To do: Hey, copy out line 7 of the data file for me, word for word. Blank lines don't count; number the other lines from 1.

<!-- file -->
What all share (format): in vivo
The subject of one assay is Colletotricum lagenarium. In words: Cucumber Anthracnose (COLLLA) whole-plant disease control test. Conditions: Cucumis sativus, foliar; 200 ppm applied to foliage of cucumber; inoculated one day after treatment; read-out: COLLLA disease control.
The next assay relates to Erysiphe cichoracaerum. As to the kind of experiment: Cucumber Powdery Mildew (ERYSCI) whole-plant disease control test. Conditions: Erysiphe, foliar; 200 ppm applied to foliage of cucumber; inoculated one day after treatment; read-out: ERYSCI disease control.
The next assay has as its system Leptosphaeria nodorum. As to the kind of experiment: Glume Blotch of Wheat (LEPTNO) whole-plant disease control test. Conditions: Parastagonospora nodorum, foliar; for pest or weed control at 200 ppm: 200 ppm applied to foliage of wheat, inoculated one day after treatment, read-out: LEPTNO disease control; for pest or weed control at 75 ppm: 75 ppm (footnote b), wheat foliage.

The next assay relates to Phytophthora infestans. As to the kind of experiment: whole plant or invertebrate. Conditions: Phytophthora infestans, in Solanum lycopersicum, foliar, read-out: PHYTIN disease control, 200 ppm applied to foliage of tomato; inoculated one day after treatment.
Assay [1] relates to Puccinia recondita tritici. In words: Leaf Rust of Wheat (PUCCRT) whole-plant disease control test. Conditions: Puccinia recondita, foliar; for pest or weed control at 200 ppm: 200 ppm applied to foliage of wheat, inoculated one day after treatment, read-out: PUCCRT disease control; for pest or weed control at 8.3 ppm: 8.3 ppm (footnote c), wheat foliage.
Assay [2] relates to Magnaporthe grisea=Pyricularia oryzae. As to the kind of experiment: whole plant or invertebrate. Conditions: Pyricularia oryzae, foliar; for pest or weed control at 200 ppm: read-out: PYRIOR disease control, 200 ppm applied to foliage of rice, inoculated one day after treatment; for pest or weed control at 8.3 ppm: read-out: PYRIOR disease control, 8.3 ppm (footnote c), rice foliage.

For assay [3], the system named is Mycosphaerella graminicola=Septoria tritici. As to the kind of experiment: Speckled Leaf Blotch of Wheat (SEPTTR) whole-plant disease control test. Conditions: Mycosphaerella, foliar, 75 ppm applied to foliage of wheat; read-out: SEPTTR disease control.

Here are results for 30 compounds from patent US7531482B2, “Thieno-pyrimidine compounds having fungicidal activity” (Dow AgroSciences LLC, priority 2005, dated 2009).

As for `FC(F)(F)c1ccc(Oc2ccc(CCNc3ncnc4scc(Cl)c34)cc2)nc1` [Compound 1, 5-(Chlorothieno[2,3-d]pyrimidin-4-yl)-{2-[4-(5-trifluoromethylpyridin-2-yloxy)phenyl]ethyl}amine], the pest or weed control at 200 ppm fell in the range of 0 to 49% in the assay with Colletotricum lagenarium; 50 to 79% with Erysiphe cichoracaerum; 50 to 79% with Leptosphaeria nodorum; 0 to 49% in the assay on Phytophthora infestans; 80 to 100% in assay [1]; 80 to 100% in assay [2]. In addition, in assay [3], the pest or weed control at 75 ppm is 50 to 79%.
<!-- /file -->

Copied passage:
Assay [2] relates to Magnaporthe grisea=Pyricularia oryzae. As to the kind of experiment: whole plant or invertebrate. Conditions: Pyricularia oryzae, foliar; for pest or weed control at 200 ppm: read-out: PYRIOR disease control, 200 ppm applied to foliage of rice, inoculated one day after treatment; for pest or weed control at 8.3 ppm: read-out: PYRIOR disease control, 8.3 ppm (footnote c), rice foliage.